Tuesday, June 13, 2006

meanwhile in afghanistan...

quotes and links follow, but the upshot is:
  • NATO and US troops deployments are on the increase
  • karzai is arming the warlords to help defend against the taliban
  • the taliban is the strongest it's been since they were deposed 5 years ago
  • record poppy harvest in afghanistan this season that will supply one-third of the world's heroin trade
NATO defense ministers today reaffirmed their plans to expand the alliance's presence in southern Afghanistan in the face of greater resistance by Taliban fighter and drug traffickers. NATO has been progressively increasing both the number of its troops and its reach in Afghanistan. The Afghanistan operation has emerged as a test of the alliance's ability to respond to security challenges far from Europe.[...] NATO has already deployed 9,700 troops in Afghanistan, and the number is expected to grow to some 16,000. Of that figure, some 6,000 are expected to be posted in the southern part of Afghanistan, one of the most restive areas in the country. (Michael Gordon, "NATO Moves to Expand Presence in Afghanistan," New York Times, June 8, 2006)

Afghan President Hamid Karzai said Sunday his government will give weapons to local tribesmen so they can help fight the biggest increase in Taliban violence in years. A U.S.-led coalition soldier and seven Afghan civilians were killed in the latest violence in the country's south, which has been hardest hit by the surge in insurgent attacks. Speaking to a group of tribal elders from eastern Afghanistan, Karzai said he did not want to form militias that could clash with rival tribes. "We just want to strengthen the districts to safeguard them from terrorist attack," he said. Although they would not speak for attribution because of the sensitivity of the topic, Western diplomats briefed on the plan said they worried it could fuel factional fighting by giving weapons to forces loyal to warlords with long histories of factional disputes. (Amir Shah, "Karzai: Tribesmen Will Help Fight Taliban," Washington Post (AP), June 11, 2006)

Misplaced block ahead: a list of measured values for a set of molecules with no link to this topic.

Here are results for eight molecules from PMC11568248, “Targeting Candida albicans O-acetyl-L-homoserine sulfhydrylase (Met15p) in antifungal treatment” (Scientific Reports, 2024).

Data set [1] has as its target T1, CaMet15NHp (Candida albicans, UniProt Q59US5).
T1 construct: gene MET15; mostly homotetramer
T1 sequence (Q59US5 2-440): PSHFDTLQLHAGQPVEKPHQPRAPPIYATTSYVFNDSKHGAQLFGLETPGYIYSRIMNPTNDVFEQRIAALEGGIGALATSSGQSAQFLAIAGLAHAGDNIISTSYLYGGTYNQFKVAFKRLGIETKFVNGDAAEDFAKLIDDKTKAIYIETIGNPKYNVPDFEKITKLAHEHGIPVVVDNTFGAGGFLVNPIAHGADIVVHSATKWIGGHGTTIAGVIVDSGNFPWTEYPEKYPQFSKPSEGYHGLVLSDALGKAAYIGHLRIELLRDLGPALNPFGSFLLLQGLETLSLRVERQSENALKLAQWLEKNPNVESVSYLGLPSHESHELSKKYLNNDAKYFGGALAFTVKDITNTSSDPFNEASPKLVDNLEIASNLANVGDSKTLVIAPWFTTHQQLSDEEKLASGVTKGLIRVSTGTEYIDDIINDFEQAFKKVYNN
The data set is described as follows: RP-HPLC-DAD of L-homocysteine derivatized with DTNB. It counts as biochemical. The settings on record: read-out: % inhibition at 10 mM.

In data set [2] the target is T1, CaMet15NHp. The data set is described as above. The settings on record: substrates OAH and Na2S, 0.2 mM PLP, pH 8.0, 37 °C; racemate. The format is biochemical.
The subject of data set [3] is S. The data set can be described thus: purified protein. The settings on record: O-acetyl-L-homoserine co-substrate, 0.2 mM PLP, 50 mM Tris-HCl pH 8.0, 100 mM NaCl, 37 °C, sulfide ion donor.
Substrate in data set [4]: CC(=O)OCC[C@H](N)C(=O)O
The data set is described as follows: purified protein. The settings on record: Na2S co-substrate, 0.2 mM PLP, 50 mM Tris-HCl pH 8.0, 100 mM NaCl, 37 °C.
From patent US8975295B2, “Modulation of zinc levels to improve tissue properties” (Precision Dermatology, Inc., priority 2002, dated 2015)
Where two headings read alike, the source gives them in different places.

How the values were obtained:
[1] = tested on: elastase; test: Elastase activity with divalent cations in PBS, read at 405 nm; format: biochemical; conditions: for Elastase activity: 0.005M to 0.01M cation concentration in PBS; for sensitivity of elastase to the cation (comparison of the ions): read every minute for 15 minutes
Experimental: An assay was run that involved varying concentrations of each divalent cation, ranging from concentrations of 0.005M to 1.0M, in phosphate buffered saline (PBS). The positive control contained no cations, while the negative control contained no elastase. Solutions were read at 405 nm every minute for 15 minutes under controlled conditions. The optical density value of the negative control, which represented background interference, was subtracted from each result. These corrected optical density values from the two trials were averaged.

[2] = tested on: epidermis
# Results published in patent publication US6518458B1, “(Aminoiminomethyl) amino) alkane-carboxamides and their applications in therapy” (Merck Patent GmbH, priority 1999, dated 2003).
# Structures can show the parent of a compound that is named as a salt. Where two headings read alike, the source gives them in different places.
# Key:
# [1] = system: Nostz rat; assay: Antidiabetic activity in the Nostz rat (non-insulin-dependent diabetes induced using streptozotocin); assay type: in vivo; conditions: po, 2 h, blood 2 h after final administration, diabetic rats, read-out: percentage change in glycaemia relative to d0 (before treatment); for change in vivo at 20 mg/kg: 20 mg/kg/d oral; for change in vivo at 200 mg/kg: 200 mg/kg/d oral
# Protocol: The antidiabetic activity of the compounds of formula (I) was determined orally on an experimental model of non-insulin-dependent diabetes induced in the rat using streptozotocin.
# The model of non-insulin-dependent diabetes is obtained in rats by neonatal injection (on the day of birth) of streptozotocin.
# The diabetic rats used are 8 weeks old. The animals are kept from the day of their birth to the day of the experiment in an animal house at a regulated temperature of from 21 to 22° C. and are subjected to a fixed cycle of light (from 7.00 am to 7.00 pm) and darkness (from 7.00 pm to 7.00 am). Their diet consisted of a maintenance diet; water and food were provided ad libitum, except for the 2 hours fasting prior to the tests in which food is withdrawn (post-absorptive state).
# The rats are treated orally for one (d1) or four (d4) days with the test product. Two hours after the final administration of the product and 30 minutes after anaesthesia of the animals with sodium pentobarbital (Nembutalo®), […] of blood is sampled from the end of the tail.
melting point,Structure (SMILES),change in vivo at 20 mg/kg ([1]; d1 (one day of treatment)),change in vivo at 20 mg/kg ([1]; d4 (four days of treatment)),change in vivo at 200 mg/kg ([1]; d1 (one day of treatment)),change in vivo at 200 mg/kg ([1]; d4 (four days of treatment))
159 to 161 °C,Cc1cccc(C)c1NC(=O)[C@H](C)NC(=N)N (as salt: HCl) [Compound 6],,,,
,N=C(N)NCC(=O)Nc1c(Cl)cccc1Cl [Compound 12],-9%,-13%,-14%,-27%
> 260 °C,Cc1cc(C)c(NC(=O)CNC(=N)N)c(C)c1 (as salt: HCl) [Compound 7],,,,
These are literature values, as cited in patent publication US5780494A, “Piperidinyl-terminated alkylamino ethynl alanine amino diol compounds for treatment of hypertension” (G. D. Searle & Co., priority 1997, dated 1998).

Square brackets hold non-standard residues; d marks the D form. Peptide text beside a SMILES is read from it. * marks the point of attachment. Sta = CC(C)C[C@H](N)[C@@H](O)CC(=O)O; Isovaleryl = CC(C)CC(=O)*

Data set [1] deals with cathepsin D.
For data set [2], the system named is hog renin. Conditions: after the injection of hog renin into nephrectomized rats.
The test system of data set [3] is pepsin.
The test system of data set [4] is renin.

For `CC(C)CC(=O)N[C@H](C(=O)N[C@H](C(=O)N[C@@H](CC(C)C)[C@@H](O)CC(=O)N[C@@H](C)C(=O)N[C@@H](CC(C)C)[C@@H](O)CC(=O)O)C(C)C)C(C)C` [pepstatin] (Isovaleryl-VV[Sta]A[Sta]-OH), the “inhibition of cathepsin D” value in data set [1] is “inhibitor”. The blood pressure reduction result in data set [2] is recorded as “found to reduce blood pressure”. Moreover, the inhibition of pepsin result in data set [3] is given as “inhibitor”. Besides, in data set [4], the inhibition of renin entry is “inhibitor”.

The Afghanistan province being patrolled by British troops will produce at least one third of the world's heroin this year, according to drug experts who are forecasting a harvest that is both a record for the country and embarrassing for the western funded war on narcotics. (Declan Walsh, "UK fears record Afghan heroin output," The Guardian, Tuesday June 13, 2006)

The U.S.-led coalition is unleashing more than 11,000 troops to attack militants in the southern mountains of Afghanistan, the biggest offensive since the fall of the Taliban in 2001. The push starting Thursday by U.S., British, Canadian and Afghan troops aims to squeeze Taliban fighters in four volatile provinces. It will focus on southern Uruzgan and northeastern Helmand, where the military says most of the forces are massed. The offensive comes amid Afghan and coalition efforts to curb the fiercest Taliban-led violence since the hard-line Islamic government was toppled for harboring Osama bin Laden following the Sept. 11 attacks on the United States. The force of more than 11,000 troops is by far the largest deployed in Afghanistan for one operation since the 2001 invasion. Previous offensives in the country have involved several thousand soldiers.[...] Operation Mountain Thrust will involve about 2,300 U.S. conventional and special forces, 3,300 British troops, 2,200 Canadians, about 3,500 Afghan soldiers and air support troops, Freakley said. There will also be coalition air support.[...] Since the defeat of the Taliban regime in late 2001, the militants have gained strength, [military spokesman Lt. Col. Paul] Fitzpatrick said. "I think this summer the Taliban is stronger than they've been in years," he said. (Jason Straziuso, "Big offensive planned in Afghanistan," Seattle Post-Intelligencer (AP), June 13, 2006)

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